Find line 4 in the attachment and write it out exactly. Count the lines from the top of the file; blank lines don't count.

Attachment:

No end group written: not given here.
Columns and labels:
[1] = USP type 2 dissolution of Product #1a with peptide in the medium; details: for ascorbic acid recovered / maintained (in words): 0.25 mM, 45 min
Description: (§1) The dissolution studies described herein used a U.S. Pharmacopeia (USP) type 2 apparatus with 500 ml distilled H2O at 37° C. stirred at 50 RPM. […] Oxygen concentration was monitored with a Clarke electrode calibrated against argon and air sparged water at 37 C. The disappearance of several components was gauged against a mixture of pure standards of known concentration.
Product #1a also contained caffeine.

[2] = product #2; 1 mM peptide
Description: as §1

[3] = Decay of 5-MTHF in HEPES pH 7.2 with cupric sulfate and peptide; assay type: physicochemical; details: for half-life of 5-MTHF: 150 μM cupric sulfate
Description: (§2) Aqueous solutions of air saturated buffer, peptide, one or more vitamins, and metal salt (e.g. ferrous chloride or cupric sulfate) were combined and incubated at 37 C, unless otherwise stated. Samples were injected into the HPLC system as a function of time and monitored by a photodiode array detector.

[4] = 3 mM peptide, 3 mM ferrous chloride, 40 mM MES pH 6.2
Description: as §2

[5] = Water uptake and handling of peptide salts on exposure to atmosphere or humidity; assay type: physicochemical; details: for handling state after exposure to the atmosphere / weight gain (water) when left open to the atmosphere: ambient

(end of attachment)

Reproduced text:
Description: (§1) The dissolution studies described herein used a U.S. Pharmacopeia (USP) type 2 apparatus with 500 ml distilled H2O at 37° C. stirred at 50 RPM. […] Oxygen concentration was monitored with a Clarke electrode calibrated against argon and air sparged water at 37 C. The disappearance of several components was gauged against a mixture of pure standards of known concentration.